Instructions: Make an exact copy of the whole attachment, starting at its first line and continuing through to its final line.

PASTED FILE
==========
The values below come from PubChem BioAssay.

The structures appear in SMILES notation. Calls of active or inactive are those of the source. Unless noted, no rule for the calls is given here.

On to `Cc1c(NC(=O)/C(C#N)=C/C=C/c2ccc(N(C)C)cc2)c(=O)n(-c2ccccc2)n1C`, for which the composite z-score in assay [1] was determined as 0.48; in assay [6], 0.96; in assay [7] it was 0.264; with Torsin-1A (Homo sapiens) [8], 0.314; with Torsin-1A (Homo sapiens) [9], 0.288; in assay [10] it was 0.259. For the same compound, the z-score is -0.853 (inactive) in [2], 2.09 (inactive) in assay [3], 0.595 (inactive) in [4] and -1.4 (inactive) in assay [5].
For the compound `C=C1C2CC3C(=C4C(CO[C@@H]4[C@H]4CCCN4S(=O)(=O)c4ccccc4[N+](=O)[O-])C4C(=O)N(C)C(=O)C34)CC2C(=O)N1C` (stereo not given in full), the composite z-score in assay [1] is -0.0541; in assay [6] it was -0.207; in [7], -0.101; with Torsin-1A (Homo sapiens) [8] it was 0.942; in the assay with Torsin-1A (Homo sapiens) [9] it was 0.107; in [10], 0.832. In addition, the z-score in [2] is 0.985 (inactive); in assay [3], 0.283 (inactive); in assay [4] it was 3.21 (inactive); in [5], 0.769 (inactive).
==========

The values below come from PubChem BioAssay.

The structures appear in SMILES notation. Calls of active or inactive are those of the source. Unless noted, no rule for the calls is given here.

On to `Cc1c(NC(=O)/C(C#N)=C/C=C/c2ccc(N(C)C)cc2)c(=O)n(-c2ccccc2)n1C`, for which the composite z-score in assay [1] was determined as 0.48; in assay [6], 0.96; in assay [7] it was 0.264; with Torsin-1A (Homo sapiens) [8], 0.314; with Torsin-1A (Homo sapiens) [9], 0.288; in assay [10] it was 0.259. For the same compound, the z-score is -0.853 (inactive) in [2], 2.09 (inactive) in assay [3], 0.595 (inactive) in [4] and -1.4 (inactive) in assay [5].
For the compound `C=C1C2CC3C(=C4C(CO[C@@H]4[C@H]4CCCN4S(=O)(=O)c4ccccc4[N+](=O)[O-])C4C(=O)N(C)C(=O)C34)CC2C(=O)N1C` (stereo not given in full), the composite z-score in assay [1] is -0.0541; in assay [6] it was -0.207; in [7], -0.101; with Torsin-1A (Homo sapiens) [8] it was 0.942; in the assay with Torsin-1A (Homo sapiens) [9] it was 0.107; in [10], 0.832. In addition, the z-score in [2] is 0.985 (inactive); in assay [3], 0.283 (inactive); in assay [4] it was 3.21 (inactive); in [5], 0.769 (inactive).